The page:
An early writing skills course, Primary arts of Language: Writing can either be used with Primary Arts of Language: Reading or as a stand alone program.
As you might expect from IEW, Primary Arts of Language: Writing teaches fundamental writing skills to young students in a very structured manner.
It is made up of a three stage process: printing, copywork and composition.
Stage One: Printing
To start off with, students work on the very basics of writing, printing out letters, numbers and basic words by hand, as well as learning to spell and write down words from phonics.
This stage actually bit beyond simple printing and has parents begin to develop key IEW outlining skills such as helping students identify key points of a story and helping them come up with story summaries.
Stage Two: Copywork
While this stage is called copywork, really the second stage of Primary Arts of Writing involves developing spelling, punctuation and very basic style techniques. It also begins to get students started narrating and retelling stories themselves.
Stage 3: Composition
In the final stage of the program, students begin to write short sentences and work on their spelling, outlining and style in order to create their own works.
Taken as a whole, the different stages that make up Primary Arts of Language: Writing tend to map the IEW methodology of Structure and Style, albeit in a more simplified way.
As such, we feel it can act as a pretty good lead into the main IEW program. getting students to write in a more structured and purposeful way from the get go.
In addition to their courses, IEW traditionally offered the ability to buy classroom wall posters containing items that can help students with their writing at a glance.
These included word lists, dress ups and decorations and more, and encompassed the general idea that if students got stuck they can get inspired while they are staring off into the distance and thinking.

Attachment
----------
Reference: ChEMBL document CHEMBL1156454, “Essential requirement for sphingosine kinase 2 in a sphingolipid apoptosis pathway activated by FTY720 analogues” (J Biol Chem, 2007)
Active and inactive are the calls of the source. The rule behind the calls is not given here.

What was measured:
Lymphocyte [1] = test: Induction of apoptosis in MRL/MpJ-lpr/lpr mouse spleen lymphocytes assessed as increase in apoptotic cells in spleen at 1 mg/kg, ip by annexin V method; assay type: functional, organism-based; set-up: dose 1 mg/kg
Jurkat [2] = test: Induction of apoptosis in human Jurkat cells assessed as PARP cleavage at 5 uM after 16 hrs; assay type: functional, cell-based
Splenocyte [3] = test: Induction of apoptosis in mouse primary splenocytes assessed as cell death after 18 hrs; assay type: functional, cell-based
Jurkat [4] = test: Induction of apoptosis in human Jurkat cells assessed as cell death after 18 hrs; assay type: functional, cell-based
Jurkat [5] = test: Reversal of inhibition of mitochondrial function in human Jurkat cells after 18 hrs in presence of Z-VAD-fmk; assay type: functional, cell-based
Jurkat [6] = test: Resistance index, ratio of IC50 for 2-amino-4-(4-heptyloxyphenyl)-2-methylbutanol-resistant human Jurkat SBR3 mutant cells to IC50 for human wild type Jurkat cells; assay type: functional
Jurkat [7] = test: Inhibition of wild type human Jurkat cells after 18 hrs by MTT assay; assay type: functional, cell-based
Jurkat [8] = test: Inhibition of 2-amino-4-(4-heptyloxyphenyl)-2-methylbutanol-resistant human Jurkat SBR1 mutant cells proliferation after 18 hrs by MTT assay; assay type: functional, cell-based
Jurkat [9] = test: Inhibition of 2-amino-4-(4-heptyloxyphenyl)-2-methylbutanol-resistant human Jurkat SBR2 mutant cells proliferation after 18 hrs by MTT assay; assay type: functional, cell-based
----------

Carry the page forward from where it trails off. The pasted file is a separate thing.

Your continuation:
As not every parent is a fan of posters, and not every student is a fan of covering their walls with writing related posters, IEW created small, three-panel folding printouts that contain the material covered by the poster but in a more convenient and portable form for home use.
These act as a resource and almost a little cheat sheet for students to use while they are writing, which is kind of cool.
IEW’s Approach To Teaching Writing
Rather than use a textbook or rely on a parent’s ability to convey a lesson, IEW’s Structure and Style largely begins each lesson with instructional videos that directly teach students important concepts and examples in writing.
As we’ve mentioned previously, these videos are hosted by the company founder, Mr. Pudewa, and generally serve to introduce, discuss and teach students various structural models and ideas, such as sentence and paragraph structure, essays, events, stylistic flourishes, and so on, as well as essential grammar, vocabulary and even spelling.
Other than making learning writing a little more engaging and enjoyable for students, as with programs like Essentials in Writing, Structure and Style can reduce the burden on parents of teaching writing techniques and strategies to their students, allowing them to step back into more of a guidance, oversight and administrative role.